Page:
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Commercialisation of space

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I previously wrote about the Geospatial 2.0 workshop held earlier this year on the Space Campus in Harwell.

Ever since this workshop I have started seeing more articles and I have become much more aware of the ‘commercialisation of space’. In April this year The Economist wrote a leader on Space Exploration.

“The technological progress that has put supercomputers into the pockets of half the world has made it possible to do a lot more in orbit with much smaller spacecraft. A generation of entrepreneurs forged in Silicon Valley—and backed by some of its venture capitalists—are launching highly capable new devices ranging in size from shoe boxes to fridges and flying them in constellations of dozens or hundreds. Such machines are vastly more capable, kilo for kilo, than their predecessors and cheaper, to boot. They are making space interesting again.”

There certainly seems to be a trend toward ‘Earth Observation 2.0’ (a move towards more automated processing and faster information analytics). In my post about 3 reasons to revisit EO, number 3 was that there is an ever increasing amount of satellite launches.


Machine Learning

Machine learning / deep learning on EO data is becoming increasingly relevant with the ever expanding volumes of data. In fact, this article suggests that “Earth Observation is the most crowded segment among satellite-related startups”

Articles are asking if Earth Observation data is a multibillion dollar opportunity or a dud “Some companies… are doing things like predicting retailer profits by counting the number of cars in store parking lots, and monitoring construction and manufacturing rates in China. This is only the tip of the iceberg, and the full multibillion-dollar potential of geospatial big data is only just being unlocked.”

There is a really good talk given by Boris Babenko of Orbital Insight (just one of the companies mentioned in the above articles) that runs through an introduction to EO all the way through to the amazing measurements and analytics they are making with deep learning.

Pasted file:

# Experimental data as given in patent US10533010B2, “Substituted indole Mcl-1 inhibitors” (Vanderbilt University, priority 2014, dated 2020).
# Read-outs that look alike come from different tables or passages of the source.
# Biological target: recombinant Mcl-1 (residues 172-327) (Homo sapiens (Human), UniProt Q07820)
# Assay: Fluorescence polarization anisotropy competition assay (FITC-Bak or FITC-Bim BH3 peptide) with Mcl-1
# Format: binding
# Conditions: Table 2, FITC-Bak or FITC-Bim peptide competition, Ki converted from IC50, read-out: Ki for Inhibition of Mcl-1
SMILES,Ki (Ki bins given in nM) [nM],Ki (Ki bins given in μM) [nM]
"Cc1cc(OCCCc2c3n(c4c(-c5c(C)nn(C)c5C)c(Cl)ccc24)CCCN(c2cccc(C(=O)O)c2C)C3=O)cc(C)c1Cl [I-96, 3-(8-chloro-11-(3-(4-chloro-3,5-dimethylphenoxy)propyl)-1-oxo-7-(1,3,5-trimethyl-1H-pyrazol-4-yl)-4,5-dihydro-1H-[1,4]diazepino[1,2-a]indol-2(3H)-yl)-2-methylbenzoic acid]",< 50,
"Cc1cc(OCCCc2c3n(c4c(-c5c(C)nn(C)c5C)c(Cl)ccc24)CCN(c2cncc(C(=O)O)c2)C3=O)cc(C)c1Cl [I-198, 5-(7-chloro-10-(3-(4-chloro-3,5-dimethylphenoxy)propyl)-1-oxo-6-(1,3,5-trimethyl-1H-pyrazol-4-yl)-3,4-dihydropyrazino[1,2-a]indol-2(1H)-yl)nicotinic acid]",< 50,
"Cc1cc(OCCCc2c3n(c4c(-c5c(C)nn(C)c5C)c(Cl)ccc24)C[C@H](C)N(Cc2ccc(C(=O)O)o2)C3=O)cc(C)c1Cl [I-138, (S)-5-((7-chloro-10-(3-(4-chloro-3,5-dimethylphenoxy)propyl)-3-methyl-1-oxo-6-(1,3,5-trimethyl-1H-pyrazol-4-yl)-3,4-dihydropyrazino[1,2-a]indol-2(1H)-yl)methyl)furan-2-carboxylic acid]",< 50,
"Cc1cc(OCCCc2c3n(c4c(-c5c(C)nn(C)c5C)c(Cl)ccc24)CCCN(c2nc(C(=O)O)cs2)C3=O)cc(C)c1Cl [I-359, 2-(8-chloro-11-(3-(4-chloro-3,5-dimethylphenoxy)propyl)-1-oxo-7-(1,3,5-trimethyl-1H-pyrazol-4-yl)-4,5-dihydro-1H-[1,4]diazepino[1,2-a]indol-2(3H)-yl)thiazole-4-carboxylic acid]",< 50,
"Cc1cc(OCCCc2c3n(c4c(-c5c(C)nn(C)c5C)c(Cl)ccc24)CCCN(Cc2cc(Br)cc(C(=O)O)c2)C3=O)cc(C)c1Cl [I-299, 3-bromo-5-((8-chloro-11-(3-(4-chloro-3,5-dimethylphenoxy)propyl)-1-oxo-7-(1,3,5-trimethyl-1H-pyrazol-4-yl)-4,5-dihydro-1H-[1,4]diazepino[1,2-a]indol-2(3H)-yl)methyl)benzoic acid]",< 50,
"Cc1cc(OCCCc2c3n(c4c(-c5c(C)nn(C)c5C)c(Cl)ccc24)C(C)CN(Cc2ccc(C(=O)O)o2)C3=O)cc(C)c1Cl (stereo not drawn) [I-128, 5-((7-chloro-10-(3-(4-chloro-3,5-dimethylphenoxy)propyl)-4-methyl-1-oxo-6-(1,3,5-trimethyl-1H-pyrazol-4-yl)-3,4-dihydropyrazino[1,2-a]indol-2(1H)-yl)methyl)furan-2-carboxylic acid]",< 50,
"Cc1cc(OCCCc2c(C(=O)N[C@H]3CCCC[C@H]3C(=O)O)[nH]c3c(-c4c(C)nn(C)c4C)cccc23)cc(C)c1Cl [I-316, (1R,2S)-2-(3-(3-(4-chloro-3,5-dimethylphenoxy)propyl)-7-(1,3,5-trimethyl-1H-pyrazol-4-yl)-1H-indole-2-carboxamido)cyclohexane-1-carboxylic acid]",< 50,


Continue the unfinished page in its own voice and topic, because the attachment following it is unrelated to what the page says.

“Rockets are getting cheaper, technology is getting better and looser regulation. 2014 rules were relaxed. Traditionally satellites were big, and very expensive to launch. Because they were so big and expensive to launch into space, it means there is only a handful of them. This means revisit time is not ideal. However, the cube sat is changing this, much smaller, cheaper, many can be sent up. This means the revisit issue is less of a problem. However, the lens is smaller so resolution is limited – but still good.”

More data than ever before

This week a collaboration with DigitalGlobe, CosmiQ Works and NVIDIA launched SpaceNet on Amazon Web Services.

“The current SpaceNet corpus includes approximately 1,900 square kilometers full-resolution 50 cm imagery collected from DigitalGlobe’s WorldView-2 commercial satellite and includes 8-band multispectral data. The dataset also includes 220,594 building footprints derived from this imagery which can be used as training data for machine learning. This dataset is being made public to advance the development of algorithms to automatically extract geometric features such as roads, building footprints, and points of interest using satellite imagery.”

Why now?

Three reasons

  1. We have never had so much data so readily available to us and the cost of this data is decreasing.
  2. Fundamental change from running on GPUs instead of CPUs
  3. Evolution of deep learning and neural networks on image recognition and classification.

As the Econmist says They are making space interesting again”

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